Various Germanic tribes can be located within the area of the Przeworsk culture at this time, including the Lugii and Vandali, and the Venedi. The Burgundians are also linked to the region prior to their migration. Arguments have existed for some time over whether the Przeworsk is the result of Germanic, proto-Slavic, or Celtic influence. The truth is probably that all three contribute. The Lugii especially are known to cross the boundary between Germanic and Celtic, while little is known of the proto-Slavs except that they first emerge between southern Poland and western Ukraine.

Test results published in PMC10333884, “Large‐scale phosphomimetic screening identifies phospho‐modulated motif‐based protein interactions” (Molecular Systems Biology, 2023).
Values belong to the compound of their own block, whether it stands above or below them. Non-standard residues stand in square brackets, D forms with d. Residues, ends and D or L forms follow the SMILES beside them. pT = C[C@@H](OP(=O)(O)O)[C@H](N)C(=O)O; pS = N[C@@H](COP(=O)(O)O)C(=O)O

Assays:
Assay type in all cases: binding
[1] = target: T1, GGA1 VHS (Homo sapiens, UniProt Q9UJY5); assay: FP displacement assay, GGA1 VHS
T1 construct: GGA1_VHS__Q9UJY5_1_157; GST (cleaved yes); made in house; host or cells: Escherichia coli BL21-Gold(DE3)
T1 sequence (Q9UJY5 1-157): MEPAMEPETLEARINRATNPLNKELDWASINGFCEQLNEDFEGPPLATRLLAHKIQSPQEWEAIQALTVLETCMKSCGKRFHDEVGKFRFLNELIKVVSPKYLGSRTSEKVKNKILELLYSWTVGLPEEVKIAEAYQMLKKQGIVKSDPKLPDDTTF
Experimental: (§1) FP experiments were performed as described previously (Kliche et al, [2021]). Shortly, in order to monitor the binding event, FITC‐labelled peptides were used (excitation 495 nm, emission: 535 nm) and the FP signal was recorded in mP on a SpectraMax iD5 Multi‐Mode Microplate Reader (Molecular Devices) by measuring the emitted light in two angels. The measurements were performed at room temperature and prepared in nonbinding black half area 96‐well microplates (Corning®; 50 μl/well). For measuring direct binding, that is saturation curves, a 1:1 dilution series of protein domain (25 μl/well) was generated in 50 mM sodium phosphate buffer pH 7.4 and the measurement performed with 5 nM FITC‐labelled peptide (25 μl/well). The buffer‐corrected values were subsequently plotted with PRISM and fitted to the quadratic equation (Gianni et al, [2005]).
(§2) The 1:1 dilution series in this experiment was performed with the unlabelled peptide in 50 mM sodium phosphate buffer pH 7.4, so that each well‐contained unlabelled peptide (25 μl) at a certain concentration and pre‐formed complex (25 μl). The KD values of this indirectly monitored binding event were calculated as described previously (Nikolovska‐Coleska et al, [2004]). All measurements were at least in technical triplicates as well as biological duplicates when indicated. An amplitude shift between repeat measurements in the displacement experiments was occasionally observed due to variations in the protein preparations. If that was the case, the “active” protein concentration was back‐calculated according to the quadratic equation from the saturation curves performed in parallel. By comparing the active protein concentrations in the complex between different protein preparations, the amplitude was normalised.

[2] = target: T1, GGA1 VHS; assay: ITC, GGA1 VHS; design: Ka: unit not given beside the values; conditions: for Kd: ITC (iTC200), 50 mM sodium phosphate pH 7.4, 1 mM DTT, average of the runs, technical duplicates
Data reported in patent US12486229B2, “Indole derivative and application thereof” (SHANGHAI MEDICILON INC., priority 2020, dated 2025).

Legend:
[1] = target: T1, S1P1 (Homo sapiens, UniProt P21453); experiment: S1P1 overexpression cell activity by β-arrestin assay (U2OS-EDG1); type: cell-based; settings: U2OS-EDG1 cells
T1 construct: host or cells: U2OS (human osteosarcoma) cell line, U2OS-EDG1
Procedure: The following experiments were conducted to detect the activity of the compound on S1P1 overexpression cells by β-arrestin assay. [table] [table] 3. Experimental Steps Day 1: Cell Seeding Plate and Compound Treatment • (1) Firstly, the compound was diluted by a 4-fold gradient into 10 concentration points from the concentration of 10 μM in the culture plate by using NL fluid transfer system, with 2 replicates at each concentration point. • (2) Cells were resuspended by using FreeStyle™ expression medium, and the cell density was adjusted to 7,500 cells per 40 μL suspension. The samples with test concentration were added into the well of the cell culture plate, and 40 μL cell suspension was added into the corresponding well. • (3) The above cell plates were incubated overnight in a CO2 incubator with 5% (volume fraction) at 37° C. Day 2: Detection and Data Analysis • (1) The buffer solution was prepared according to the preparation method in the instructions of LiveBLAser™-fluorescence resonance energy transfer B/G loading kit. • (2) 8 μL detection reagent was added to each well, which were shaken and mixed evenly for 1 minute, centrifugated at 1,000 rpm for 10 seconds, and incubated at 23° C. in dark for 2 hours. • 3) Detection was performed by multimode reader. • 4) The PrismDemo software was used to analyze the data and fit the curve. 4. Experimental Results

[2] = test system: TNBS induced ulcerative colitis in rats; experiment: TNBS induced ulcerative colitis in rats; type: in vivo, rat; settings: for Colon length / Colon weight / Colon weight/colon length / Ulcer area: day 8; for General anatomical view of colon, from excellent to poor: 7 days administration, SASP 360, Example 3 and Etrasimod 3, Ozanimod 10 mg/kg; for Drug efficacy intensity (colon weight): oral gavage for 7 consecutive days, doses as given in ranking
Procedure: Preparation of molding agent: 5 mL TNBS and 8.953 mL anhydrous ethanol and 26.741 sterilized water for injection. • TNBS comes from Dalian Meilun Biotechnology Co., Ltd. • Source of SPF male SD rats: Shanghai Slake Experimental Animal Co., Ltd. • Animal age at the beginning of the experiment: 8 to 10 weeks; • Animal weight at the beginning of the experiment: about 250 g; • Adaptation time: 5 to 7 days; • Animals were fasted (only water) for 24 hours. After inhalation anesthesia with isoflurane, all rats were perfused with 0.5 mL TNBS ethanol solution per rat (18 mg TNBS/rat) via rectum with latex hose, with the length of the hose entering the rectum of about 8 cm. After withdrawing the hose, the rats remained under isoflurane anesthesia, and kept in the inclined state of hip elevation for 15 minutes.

c.4 BC

The Batavi are conquered by Rome and become subjects of the empire. None of their rulers are known, but two Batavian figures of importance do feature in Roman history in the first century AD.

AD 9 - 21

Arminius declares the independence of the Cherusci from Rome, decimating three legions in the Teutoberger Forest. He achieves this momentous victory in an alliance with the Bructeri, Chatti, Chauci, Marsi, and Sicambri. It is highly likely that the Dulgubnii, Tencteri, and Usipetes are also involved. The Bructeri, Tubantes and Usipetes certainly team up to harass the troops of Germanicus in AD 14, and they are later included in his triumph. In AD 15, Germanicus invades northern Germany and, following two Cherusci defeats in AD 16 (Idistaviso and the Battle of the Angrivarian Walls), Arminius is murdered in AD 21.

1st Century AD